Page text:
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Australia losing AAA rating would spark turn to bank debt, NAB says
[SYDNEY] Australia's biggest banks would find new demand for their debt if the country loses its top credit score.
That's the view of Eva Zileli, head of group funding at the nation's fourth-largest lender by market value, National Australia Bank Ltd. Australian banks receive sovereign support for their credit scores and while a downgrade of the country's AAA rating would force lenders to pay more to tap debt markets, it would also deepen their investor pool as higher-yielding paper lures new investors, she said.
"Fundamentally, the risk profile of the banks hasn't changed but now we're offering a greater return," Ms Zileli said.
"I think that will actually bring more interest into the Aussie domain."
S&P Global Ratings has warned continued inaction around tackling Australia's A$36.5 billion (S$38.82 billion) underlying cash deficit this fiscal year may see the world's 12th-largest economy forfeit its AAA score.
Australia & New Zealand Banking Group Ltd, Commonwealth Bank of Australia, Westpac Banking Corp and NAB would number among the most-affected companies as they rely on strong credit scores to competitively tap offshore wholesale debt markets where they get about a fifth of their funding.
Australia's big four banks raised US$80 billion in overseas debt markets last year, an increase from US$54 billion in 2015, according to data compiled by Bloomberg.
The companies raised a combined A$43.4 billion in the Australian market last year compared with A$27.1 billion in 2015, Bloomberg data shows. They may face a 15-to-20 basis points hike to funding costs both onshore and offshore if their credit ratings were to fall one notch from their current AA- ranking by S&P, according to Citigroup Inc. credit sector specialist Anthony Ip.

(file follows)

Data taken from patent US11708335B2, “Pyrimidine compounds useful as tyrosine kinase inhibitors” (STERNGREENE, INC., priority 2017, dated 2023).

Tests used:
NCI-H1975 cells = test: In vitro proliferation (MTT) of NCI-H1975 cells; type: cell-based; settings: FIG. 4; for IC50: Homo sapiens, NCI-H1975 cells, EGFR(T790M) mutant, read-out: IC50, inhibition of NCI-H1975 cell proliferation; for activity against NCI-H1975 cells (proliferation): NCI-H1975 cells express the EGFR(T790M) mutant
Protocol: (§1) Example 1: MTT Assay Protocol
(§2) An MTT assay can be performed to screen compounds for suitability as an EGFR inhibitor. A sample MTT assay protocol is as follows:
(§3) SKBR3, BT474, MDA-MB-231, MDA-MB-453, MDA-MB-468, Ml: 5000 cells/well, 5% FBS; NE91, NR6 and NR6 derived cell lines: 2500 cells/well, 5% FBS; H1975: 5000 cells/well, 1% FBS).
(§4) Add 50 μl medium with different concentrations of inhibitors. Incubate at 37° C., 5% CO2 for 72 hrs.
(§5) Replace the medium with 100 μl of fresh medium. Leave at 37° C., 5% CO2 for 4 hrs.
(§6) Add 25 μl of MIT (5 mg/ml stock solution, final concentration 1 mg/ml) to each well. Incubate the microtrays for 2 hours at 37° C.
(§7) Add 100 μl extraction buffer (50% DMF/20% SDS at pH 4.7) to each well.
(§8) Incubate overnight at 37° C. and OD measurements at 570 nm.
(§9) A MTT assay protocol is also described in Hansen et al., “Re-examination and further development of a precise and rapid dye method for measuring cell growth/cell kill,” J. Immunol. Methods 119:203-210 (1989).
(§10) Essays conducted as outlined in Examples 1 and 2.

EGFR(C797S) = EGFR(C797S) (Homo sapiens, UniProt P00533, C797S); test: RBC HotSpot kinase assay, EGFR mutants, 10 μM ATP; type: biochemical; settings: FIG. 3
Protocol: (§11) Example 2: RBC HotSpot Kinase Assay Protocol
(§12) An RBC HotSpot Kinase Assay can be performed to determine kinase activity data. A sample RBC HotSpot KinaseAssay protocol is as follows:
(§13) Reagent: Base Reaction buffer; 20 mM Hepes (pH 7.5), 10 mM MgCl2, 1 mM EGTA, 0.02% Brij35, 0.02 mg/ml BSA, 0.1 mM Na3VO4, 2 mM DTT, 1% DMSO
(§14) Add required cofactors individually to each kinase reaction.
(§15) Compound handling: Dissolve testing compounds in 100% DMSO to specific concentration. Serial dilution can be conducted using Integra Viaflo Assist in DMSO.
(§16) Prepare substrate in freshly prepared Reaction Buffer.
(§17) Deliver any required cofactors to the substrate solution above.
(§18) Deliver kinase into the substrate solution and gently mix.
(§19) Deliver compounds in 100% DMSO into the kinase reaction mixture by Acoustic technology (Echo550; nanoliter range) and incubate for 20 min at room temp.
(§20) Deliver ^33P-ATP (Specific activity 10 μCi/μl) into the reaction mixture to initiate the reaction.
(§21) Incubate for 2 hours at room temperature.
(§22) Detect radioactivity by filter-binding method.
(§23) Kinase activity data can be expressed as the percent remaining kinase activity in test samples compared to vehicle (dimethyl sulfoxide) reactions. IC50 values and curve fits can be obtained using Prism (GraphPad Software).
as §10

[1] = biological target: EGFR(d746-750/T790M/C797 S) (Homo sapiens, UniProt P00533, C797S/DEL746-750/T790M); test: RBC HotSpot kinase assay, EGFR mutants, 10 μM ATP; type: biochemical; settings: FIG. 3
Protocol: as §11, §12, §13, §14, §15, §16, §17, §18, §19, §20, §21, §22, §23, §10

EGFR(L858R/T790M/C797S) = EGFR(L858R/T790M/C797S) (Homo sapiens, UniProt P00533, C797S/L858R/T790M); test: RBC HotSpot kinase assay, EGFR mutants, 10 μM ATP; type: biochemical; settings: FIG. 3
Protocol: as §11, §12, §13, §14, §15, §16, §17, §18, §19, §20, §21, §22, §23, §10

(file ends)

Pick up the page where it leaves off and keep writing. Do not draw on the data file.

Australia is one of just 10 countries worldwide with an AAA rating from both S&P and Moody's Investors Service. While the nation is on track to take the global record for the longest streak of economic growth this year, concerns are rising about a possible housing bubble, growing levels of household debt and stagnant living standards.
Potentially losing the AAA rating wouldn't be a big deal for Australia's economy, according to Paul Dales, chief Australian economist at consultancy Capital Economics. When the UK was stripped of its top credit grade in the aftermath of the Brexit vote, investors took the decision in their stride and Australia likely wouldn't be any different, Mr Dales said.
Australia's gross domestic product will likely expand 2.5 per cent this year, compared with the developed economy average of 1.9 per cent, Bloomberg data show. Considering the potential political volatility in Europe from the Brexit negotiations, German and French elections and the rumbling Greek debt crisis, Ms Zileli believes Australian paper will remain attractive.
"We've benefited in terms of a flight to quality," she said.
NAB is also looking to tap investors' appetite for green and socially responsible bonds as it seeks to diversify its lender base. After raising A$500 million through its first five-year note that promotes gender equality in companies, Ms Zileli is exploring new avenues domestically and offshore for ethical funding.
"It's something we want to do more," she said.
"The limiting factors are the eligible assets."